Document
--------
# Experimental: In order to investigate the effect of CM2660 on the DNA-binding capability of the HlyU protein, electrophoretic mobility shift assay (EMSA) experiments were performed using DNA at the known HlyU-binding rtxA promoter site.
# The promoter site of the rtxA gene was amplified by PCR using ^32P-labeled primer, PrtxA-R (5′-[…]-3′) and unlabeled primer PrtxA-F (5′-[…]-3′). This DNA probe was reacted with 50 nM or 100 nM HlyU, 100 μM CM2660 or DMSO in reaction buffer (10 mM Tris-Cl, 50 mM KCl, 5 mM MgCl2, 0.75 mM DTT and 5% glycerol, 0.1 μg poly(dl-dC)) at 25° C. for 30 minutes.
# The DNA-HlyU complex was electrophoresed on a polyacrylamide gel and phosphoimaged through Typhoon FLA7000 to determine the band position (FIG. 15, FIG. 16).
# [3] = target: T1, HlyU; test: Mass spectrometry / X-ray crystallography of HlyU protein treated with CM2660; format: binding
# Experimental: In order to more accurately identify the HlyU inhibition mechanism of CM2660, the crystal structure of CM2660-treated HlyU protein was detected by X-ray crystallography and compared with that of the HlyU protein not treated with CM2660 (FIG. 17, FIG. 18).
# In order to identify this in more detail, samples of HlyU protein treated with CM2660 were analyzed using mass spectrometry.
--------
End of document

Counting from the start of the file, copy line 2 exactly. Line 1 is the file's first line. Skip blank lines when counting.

# The promoter site of the rtxA gene was amplified by PCR using ^32P-labeled primer, PrtxA-R (5′-[…]-3′) and unlabeled primer PrtxA-F (5′-[…]-3′). This DNA probe was reacted with 50 nM or 100 nM HlyU, 100 μM CM2660 or DMSO in reaction buffer (10 mM Tris-Cl, 50 mM KCl, 5 mM MgCl2, 0.75 mM DTT and 5% glycerol, 0.1 μg poly(dl-dC)) at 25° C. for 30 minutes.